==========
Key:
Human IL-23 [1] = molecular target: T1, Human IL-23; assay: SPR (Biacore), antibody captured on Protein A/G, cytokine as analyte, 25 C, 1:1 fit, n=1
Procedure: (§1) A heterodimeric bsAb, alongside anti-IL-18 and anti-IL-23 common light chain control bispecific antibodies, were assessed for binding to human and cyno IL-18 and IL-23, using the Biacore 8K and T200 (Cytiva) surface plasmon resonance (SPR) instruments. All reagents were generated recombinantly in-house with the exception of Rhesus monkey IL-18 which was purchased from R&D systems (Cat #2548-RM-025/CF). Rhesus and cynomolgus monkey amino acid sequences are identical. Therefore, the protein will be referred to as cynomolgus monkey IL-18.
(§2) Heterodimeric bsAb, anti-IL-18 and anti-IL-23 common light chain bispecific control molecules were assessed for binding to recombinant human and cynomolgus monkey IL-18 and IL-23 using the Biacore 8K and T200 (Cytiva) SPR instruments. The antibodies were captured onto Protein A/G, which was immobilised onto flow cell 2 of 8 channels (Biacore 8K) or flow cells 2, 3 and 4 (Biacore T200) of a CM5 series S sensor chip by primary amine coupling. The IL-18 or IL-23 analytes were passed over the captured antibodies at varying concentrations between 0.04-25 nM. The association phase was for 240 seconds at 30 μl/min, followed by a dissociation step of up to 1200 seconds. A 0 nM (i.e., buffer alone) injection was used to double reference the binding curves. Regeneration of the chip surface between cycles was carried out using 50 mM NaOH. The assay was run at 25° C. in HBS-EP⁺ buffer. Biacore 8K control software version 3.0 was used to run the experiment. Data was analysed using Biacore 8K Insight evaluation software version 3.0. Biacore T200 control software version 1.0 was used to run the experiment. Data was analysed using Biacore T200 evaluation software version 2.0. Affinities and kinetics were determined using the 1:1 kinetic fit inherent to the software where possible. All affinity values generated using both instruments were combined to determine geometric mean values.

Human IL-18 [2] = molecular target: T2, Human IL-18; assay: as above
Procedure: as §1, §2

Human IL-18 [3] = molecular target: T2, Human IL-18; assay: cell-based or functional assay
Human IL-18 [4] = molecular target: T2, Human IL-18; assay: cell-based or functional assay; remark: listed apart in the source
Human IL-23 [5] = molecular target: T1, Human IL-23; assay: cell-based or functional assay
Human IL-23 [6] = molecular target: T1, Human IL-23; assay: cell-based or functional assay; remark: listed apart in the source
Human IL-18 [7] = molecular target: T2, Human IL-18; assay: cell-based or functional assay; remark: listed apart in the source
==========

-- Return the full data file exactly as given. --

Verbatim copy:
Key:
Human IL-23 [1] = molecular target: T1, Human IL-23; assay: SPR (Biacore), antibody captured on Protein A/G, cytokine as analyte, 25 C, 1:1 fit, n=1
Procedure: (§1) A heterodimeric bsAb, alongside anti-IL-18 and anti-IL-23 common light chain control bispecific antibodies, were assessed for binding to human and cyno IL-18 and IL-23, using the Biacore 8K and T200 (Cytiva) surface plasmon resonance (SPR) instruments. All reagents were generated recombinantly in-house with the exception of Rhesus monkey IL-18 which was purchased from R&D systems (Cat #2548-RM-025/CF). Rhesus and cynomolgus monkey amino acid sequences are identical. Therefore, the protein will be referred to as cynomolgus monkey IL-18.
(§2) Heterodimeric bsAb, anti-IL-18 and anti-IL-23 common light chain bispecific control molecules were assessed for binding to recombinant human and cynomolgus monkey IL-18 and IL-23 using the Biacore 8K and T200 (Cytiva) SPR instruments. The antibodies were captured onto Protein A/G, which was immobilised onto flow cell 2 of 8 channels (Biacore 8K) or flow cells 2, 3 and 4 (Biacore T200) of a CM5 series S sensor chip by primary amine coupling. The IL-18 or IL-23 analytes were passed over the captured antibodies at varying concentrations between 0.04-25 nM. The association phase was for 240 seconds at 30 μl/min, followed by a dissociation step of up to 1200 seconds. A 0 nM (i.e., buffer alone) injection was used to double reference the binding curves. Regeneration of the chip surface between cycles was carried out using 50 mM NaOH. The assay was run at 25° C. in HBS-EP⁺ buffer. Biacore 8K control software version 3.0 was used to run the experiment. Data was analysed using Biacore 8K Insight evaluation software version 3.0. Biacore T200 control software version 1.0 was used to run the experiment. Data was analysed using Biacore T200 evaluation software version 2.0. Affinities and kinetics were determined using the 1:1 kinetic fit inherent to the software where possible. All affinity values generated using both instruments were combined to determine geometric mean values.

Human IL-18 [2] = molecular target: T2, Human IL-18; assay: as above
Procedure: as §1, §2

Human IL-18 [3] = molecular target: T2, Human IL-18; assay: cell-based or functional assay
Human IL-18 [4] = molecular target: T2, Human IL-18; assay: cell-based or functional assay; remark: listed apart in the source
Human IL-23 [5] = molecular target: T1, Human IL-23; assay: cell-based or functional assay
Human IL-23 [6] = molecular target: T1, Human IL-23; assay: cell-based or functional assay; remark: listed apart in the source
Human IL-18 [7] = molecular target: T2, Human IL-18; assay: cell-based or functional assay; remark: listed apart in the source